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History Table of Contents
1991 Summer Conference
 
Summer Conference 1991
Growing up on the Edge: The Emerging Generation and Canada's Future

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DREW ATKINS,
Law Student, University of Western Ontario

This emerging generation is evil. We are without direction, we are aimless and apathetic. We're raised on Madonna masturbating on music videos and Schwartzeneiger movies of violence.

This is something that has been going on for 5,000 years,

Plato decried the generation that was about to follow him for the same reasons, without maybe Madonna. St. Augustine decried the generation that was going to follow him. And when the printing press became popular, they decried books as evil, as a waste of time, as mind bending — just as television has been decried.

Baby boomers and the general media has been decrying our generation. We watch too much TV, we don't have an attention span, we are not intelligent, we don't read books, we are in gangs, we are doing everything supposedly bad.

Well, I think that the purpose of this conference was to look at the youth and what we have here is generally, myself included — I am not really a youth any more — is a lot of adults looking at the youth.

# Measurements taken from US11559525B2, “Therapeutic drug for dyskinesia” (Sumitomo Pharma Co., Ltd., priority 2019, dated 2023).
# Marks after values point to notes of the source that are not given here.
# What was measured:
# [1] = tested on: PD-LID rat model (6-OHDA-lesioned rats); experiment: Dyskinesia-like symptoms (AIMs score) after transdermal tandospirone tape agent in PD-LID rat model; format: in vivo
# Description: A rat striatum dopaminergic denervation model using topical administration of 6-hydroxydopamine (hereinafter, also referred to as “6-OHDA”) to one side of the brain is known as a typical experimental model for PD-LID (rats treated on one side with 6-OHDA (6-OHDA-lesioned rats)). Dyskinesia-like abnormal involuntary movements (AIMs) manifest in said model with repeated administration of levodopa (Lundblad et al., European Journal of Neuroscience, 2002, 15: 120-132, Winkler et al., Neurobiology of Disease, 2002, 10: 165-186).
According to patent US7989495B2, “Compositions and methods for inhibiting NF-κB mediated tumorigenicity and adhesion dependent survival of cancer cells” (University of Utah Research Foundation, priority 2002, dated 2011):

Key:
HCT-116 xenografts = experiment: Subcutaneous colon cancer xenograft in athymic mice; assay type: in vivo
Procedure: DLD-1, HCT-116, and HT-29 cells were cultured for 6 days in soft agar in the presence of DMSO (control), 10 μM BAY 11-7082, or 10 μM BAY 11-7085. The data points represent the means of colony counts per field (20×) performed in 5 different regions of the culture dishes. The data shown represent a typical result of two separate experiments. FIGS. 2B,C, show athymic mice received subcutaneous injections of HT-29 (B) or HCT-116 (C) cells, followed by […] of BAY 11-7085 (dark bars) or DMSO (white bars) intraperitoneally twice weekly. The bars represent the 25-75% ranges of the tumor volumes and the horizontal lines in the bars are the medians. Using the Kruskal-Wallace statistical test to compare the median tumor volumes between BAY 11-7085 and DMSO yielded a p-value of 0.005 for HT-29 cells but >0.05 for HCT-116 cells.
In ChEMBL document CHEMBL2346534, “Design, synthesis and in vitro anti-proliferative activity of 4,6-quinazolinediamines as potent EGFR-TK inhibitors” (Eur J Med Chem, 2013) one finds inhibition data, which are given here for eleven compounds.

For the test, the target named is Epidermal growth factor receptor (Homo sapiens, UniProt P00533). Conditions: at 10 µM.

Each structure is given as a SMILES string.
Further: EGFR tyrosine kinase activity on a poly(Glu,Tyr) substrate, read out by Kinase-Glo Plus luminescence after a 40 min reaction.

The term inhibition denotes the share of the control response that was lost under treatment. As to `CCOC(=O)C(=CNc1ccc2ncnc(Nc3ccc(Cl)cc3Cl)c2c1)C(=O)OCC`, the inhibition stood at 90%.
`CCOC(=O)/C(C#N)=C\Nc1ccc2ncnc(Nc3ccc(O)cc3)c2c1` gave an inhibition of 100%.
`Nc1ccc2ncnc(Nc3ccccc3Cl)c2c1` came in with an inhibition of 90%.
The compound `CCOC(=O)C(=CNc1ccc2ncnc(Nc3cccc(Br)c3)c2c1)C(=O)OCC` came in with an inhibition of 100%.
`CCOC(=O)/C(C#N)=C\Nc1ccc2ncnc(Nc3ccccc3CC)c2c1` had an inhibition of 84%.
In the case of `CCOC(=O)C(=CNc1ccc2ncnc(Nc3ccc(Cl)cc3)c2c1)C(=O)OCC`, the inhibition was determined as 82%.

What I would like to do, is look at the adults that are looking at the youth.

I am pushing 26 and I don't think I represent the 12-19 generation. I think our generation has a distaste for spokespersons and I don't think they like someone staring at them and saying, this is the way it is and this is the way we are all going to be.

I want to hold up the media and the whole idea of this conference to examination, rather than being examined myself.

I personally feel that we are just a generation trying to come to terms with the problems of adulthood.

All the negative reviews that we have been getting in the media seem to have two sort of weird biases to them. First they are assuming that the Baby Boomers accomplished something when they were young.

Second there is an apparent reluctance on behalf of the Baby Boomers to accept that they somehow contributed to world problems. It seems to me that they feel that the establishment created all the problems up to 1960, and after 1970 we are some how responsible.

I will start with the idea that Baby Boomers accomplished something.